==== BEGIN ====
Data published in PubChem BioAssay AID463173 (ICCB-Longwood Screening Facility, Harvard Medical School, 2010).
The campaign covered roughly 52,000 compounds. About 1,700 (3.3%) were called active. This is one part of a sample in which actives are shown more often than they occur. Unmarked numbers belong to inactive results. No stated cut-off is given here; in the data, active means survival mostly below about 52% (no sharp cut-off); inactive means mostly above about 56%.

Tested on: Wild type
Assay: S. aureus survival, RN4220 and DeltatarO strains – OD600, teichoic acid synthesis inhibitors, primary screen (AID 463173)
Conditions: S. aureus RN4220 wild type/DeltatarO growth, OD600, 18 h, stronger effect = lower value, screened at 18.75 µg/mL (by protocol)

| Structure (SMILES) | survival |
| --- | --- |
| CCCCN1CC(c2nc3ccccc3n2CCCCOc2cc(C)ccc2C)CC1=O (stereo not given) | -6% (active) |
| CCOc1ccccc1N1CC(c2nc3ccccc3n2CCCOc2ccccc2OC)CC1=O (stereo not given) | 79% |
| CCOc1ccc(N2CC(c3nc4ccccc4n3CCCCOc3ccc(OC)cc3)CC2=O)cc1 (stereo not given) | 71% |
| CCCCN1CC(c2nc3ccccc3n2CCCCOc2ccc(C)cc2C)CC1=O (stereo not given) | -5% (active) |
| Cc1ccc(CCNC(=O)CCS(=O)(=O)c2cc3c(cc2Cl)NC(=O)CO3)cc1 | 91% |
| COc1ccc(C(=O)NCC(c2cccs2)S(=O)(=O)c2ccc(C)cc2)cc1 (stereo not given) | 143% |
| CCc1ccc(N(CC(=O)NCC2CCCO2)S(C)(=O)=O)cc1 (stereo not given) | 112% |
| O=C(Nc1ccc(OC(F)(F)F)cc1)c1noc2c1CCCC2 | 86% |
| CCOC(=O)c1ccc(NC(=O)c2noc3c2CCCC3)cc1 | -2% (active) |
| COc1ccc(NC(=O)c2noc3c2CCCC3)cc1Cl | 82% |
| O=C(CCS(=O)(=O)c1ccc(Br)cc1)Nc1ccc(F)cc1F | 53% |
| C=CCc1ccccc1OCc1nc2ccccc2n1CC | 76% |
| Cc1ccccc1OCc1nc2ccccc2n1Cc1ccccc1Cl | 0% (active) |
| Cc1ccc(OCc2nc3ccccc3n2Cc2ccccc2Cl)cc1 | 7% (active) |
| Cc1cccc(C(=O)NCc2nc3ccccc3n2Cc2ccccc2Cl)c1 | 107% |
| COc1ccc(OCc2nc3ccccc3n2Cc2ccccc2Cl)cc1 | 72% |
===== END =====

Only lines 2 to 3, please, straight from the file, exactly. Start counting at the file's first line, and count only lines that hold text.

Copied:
The campaign covered roughly 52,000 compounds. About 1,700 (3.3%) were called active. This is one part of a sample in which actives are shown more often than they occur. Unmarked numbers belong to inactive results. No stated cut-off is given here; in the data, active means survival mostly below about 52% (no sharp cut-off); inactive means mostly above about 56%.

Tested on: Wild type